I have yet to positively identify this E Gant, though I’m assuming that it’s Ernest GANT (1896 – 1969). Many of Ernest’s family were farmers in Dovercourt, and apparently an Ernie GANT farmed land opposite Tollgate in Dovercourt in the 1940s. If anyone can confirm the identity of this “E Gant”, I’d be extremely grateful.

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Rodney Kimberley Greenard GANTRodney Kimberley Greenard GANT is a bit of a mystery. He was born in July 1901 in Ipswich, and registered in Sept Qtr 1901 as Rodney Kimberley GREENARD. According to the IGI, he was the son of Edward Marshall GREENARD and Jessie Susan WARNER. Edward and Jessie are on the 1901 census in Ipswich with several children – no Rodney of course, as he would have been born later that year. Jessie Susan GREENARD’s death is registered in June Qtr 1906 in Ipswich, and according to the IGI, Edward Marshall GREENARD died in 1917 in Thunder Bay, Ontario, Canada. At least 2 of the older children also died in Canada, so they may have gone with Edward after Jessie’s death.

No problems so far… except that Rodney uses the surname GANT, not GREENARD.

  • Rodney’s Navy Service Record Card (shown above) clearly has his surname as GANT.
  • Rodney Kimberley Greenard GANT married Mary McNiece NISBET in 1924 in Brisbane, Australia.
  • Maxwell Rodney Greenard GANT was born in Brisbane in 1927, presumably the son of Rodney and Mary.
  • Rodney Kimberley GANT and Mary McNiece GANT are listed on the Australian Electoral Rolls between 1930 and 1936 in New South Wales, Australia.
  • Rodney Kimberley G. GANT died in 1961 in Parramatta District, New South Wales. His parents’ names are shown on the index as George and Lucy – not Edward and Jessie as would have been expected.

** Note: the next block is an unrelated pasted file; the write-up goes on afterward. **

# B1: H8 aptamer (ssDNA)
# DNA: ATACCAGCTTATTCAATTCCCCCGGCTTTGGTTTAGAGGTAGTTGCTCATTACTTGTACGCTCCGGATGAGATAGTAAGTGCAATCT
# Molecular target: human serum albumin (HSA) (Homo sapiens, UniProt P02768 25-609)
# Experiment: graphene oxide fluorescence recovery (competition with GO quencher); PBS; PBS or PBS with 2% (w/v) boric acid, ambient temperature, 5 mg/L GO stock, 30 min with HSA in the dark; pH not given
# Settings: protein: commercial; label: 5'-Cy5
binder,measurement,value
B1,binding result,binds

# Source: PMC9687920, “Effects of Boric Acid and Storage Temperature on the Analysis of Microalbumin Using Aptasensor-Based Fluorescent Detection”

So the question is – why GANT, and who are George and Lucy? I can find no record of a suitable George GANT marrying a Lucy, otherwise I would have assumed that Rodney was taken in by a George and Lucy GANT after his mother died. More research is definitely needed.

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The convict records have at last arrived, delayed no doubt by Royal Mail’s industrial action. They were worth the wait though as I now know that Caroline was indeed from my family. Caroline Gant was my Great Great Aunt, the younger sister of my Great Grandfather William Gant.  The convict records give her age as 19, but I think she may have been nearer 16 judging by the entries on the 1841 and 1851 censuses.

She was convicted at Ipswich Quarter Sessions in January 1852, sentenced to 10 years hard labour, and transported to Tasmania. Her crime – “Stealing a Petticoat and a Jacket from a Little Boy”. She seemed to be a bit of a rebel! Her conduct on the ship was described as “fair”, all the others on the page were “good”. She was sentenced to an additional 4 months hard labour for “insolence”, and she absconded at least once while in Tasmania, earning her another 3 months hard labour and a spell in the House of Correction in Launceston. She married John Smith and had 2 sons, William and Samuel, in 1854 and 1856. Unfortunately that wasn’t the end of her life of crime as she was convicted of “Larceny under £5” in 1861, and sentenced to another 9 months hard labour.

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Many thanks to Sandra, a member of the Guild of One Name Studies who has completed a Guild Marriage Challenge for Cosford Registration District. I have received through the post 62 (yes, sixty two!) faux marriage certificates for Gant marriages taking place in Cosford between 1837 and 1911. There’s a huge amount of information on these certificates which has all been added to my database.